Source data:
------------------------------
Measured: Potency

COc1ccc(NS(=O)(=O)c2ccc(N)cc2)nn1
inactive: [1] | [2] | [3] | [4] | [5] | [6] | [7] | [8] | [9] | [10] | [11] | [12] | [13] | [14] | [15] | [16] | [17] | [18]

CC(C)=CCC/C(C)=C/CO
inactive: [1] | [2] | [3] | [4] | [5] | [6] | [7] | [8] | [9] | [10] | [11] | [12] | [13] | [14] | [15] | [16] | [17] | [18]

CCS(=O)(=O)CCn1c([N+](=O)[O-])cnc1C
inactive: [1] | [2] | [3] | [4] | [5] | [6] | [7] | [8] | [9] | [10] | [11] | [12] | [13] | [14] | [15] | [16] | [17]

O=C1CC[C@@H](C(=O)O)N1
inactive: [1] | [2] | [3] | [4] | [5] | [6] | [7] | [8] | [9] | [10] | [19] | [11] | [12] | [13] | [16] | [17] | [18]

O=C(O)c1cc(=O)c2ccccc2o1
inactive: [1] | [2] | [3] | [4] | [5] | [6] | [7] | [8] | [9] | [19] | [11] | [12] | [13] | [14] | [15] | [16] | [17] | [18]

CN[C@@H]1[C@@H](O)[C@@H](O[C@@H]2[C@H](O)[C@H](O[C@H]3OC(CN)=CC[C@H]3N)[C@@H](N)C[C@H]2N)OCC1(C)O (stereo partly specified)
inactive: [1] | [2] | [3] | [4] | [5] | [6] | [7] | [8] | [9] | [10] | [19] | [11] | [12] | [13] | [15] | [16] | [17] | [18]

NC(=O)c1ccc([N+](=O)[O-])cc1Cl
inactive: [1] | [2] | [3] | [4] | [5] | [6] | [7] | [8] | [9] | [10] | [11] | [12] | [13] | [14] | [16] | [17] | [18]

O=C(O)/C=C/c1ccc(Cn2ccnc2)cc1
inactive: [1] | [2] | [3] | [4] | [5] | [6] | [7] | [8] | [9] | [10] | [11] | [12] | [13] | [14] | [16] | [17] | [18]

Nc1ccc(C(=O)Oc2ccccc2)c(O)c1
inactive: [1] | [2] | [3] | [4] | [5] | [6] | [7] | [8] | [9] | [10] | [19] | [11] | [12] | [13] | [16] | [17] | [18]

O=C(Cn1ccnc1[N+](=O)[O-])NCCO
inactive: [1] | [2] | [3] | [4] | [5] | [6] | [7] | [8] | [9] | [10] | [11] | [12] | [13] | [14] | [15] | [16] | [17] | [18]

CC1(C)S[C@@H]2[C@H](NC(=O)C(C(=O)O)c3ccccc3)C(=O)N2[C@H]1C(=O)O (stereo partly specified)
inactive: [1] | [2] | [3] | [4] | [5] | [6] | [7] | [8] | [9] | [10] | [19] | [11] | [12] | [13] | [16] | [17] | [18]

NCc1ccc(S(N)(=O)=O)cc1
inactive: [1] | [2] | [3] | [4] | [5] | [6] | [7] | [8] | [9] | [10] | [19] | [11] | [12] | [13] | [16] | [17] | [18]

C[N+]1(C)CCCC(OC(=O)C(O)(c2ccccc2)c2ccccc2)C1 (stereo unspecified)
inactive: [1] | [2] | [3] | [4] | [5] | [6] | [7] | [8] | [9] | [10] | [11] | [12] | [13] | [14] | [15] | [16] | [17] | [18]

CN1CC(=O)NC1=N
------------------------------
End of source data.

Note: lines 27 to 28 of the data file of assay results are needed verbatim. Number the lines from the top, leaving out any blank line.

inactive: [1] | [2] | [3] | [4] | [5] | [6] | [7] | [8] | [9] | [10] | [11] | [12] | [13] | [14] | [15] | [16] | [17] | [18]

CN1CC(=O)NC1=N